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Cell Signal. 2016 Jun;28(6):663-74. doi: 10.1016/j.cellsig.2016.03.005. Epub 2016 Mar 12.

Role of AMPK in regulation of LC3 lipidation as a marker of autophagy in skeletal muscle.

Author information

1
Section of Molecular Physiology, Department of Nutrition, Exercise and Sports, the August Krogh Centre, Faculty of Science, University of Copenhagen, Copenhagen, Denmark.
2
Section of Molecular Physiology, Department of Nutrition, Exercise and Sports, the August Krogh Centre, Faculty of Science, University of Copenhagen, Copenhagen, Denmark; Incretin and Obesity Pharmacology, Novo Nordisk A/S, Maaloev, Denmark.
3
Institute of Sports Medicine, Department of Orthopedic Surgery M, Bispebjerg Hospital and Center for Healthy Aging, Faculty of Health Sciences, University of Copenhagen, Copenhagen, Denmark.
4
South Australian Health and Medical Research Institute and University of Adelaide, Adelaide, Australia.
5
Section of Molecular Physiology, Department of Nutrition, Exercise and Sports, the August Krogh Centre, Faculty of Science, University of Copenhagen, Copenhagen, Denmark. Electronic address: bkiens@nexs.ku.dk.

Abstract

During induction of the autophagosomal degradation process, LC3-I is lipidated to LC3-II and associates to the cargo isolation membrane allowing for autophagosome formation. Lipidation of LC3 results in an increased LC3-II/LC3-I ratio, and this ratio is an often used marker for autophagy in various tissues, including skeletal muscle. From cell studies AMPK has been proposed to be necessary and sufficient for LC3 lipidation. The aim of the present study was to investigate the role of AMPK in regulation of LC3 lipidation as a marker of autophagy in skeletal muscle. We observed an increase in the LC3-II/LC3-I ratio in skeletal muscle of AMPKα2 kinase-dead (KD) (p<0.001) and wild type (WT) (p<0.05) mice after 12h of fasting, which was greater (p<0.05) in AMPKα2 KD mice than in WT. The fasting-induced increase in the LC3-II/LC3-I ratio in both genotypes coincided with an initial decrease (p<0.01) in plasma insulin concentration, a subsequent decrease in muscle mTORC1 signaling and increased (p<0.05) levels of the autophagy-promoting proteins, FoxO3a and ULK1. Furthermore, a higher (p<0.01) LC3-II/LC3-I ratio was observed in old compared to young mice. We were not able to detect any change in LC3 lipidation with either in vivo treadmill exercise or in situ contractions. Collectively, these findings suggest that AMPKα2 is not necessary for induction of LC3 lipidation with fasting and aging. Furthermore, LC3 lipidation is increased in muscle lacking functional AMPKα2 during fasting and aging. Moreover, LC3 lipidation seems not to be a universal response to muscle contraction in mice.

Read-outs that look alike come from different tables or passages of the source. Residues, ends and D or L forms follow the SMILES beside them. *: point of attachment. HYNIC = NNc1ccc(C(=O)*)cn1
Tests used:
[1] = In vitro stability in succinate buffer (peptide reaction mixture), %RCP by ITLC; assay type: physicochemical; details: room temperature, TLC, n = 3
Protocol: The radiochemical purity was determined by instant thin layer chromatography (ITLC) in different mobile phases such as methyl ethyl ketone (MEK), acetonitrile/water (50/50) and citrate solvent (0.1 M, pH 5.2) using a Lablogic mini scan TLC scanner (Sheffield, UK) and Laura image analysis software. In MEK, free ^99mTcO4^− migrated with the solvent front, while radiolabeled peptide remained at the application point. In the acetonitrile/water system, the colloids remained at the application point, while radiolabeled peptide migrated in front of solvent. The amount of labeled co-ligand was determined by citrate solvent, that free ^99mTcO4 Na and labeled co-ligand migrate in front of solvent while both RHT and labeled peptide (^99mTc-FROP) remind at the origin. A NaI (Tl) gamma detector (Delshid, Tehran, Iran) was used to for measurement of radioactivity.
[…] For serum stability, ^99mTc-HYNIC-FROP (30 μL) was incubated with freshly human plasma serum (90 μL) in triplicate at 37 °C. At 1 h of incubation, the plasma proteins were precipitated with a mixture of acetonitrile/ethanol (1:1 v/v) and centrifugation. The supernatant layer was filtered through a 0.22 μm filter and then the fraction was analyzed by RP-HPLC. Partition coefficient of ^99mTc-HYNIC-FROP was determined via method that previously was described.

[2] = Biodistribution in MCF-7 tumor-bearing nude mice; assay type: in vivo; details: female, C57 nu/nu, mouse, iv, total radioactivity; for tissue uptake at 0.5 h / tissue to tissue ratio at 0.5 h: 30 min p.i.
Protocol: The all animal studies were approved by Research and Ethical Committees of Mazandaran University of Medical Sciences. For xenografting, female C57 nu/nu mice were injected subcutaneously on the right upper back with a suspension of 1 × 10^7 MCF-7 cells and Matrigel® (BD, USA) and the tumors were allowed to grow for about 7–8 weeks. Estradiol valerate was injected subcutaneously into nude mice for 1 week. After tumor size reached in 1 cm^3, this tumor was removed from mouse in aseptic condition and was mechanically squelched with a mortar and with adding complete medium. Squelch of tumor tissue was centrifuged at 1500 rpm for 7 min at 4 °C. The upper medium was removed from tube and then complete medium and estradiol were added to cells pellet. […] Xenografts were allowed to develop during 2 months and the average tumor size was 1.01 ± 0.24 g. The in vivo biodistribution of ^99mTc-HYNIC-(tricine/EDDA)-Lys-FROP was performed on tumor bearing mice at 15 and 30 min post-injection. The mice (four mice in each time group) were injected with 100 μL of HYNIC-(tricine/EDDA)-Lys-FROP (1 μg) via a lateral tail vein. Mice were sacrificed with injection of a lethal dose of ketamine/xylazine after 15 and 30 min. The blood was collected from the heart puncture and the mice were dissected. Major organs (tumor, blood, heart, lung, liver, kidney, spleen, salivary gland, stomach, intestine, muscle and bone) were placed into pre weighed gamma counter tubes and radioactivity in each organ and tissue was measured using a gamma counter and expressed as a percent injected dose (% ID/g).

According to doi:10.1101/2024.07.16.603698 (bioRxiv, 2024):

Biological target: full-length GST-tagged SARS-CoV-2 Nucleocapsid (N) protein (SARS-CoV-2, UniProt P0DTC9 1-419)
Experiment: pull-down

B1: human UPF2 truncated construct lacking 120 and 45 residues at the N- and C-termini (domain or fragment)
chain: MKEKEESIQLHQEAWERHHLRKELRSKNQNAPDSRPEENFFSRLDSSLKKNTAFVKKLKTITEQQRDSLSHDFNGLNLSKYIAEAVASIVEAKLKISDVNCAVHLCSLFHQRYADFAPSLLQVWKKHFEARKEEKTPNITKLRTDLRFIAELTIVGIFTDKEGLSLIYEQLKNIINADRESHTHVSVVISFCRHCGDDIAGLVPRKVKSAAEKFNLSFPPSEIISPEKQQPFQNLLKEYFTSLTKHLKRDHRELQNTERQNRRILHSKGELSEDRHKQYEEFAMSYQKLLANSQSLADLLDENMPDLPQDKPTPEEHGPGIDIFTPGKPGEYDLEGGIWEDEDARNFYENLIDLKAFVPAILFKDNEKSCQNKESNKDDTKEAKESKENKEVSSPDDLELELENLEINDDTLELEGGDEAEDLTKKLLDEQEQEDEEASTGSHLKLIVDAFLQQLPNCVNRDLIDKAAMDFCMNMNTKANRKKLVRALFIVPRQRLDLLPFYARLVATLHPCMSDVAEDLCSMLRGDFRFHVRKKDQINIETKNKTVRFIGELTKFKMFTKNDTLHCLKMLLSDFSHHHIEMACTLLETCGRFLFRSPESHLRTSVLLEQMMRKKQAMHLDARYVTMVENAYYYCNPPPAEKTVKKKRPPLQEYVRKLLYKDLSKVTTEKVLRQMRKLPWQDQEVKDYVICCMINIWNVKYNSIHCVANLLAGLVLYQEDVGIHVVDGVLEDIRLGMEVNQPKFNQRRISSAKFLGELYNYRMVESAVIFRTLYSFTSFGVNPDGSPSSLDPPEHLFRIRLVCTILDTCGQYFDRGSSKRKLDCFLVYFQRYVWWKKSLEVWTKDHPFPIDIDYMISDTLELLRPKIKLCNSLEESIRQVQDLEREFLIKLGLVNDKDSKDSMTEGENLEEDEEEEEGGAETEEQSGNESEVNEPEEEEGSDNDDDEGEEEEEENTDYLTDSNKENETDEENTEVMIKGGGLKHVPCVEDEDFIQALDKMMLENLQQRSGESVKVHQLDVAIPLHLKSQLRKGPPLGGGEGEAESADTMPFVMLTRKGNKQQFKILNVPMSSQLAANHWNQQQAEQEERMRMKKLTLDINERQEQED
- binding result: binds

KEYWORDS:

AMPK; Aging; Autophagy; Exercise and eEF2K; Fasting; LC3 lipidation

PMID:
26976209
DOI:
10.1016/j.cellsig.2016.03.005
[Indexed for MEDLINE]

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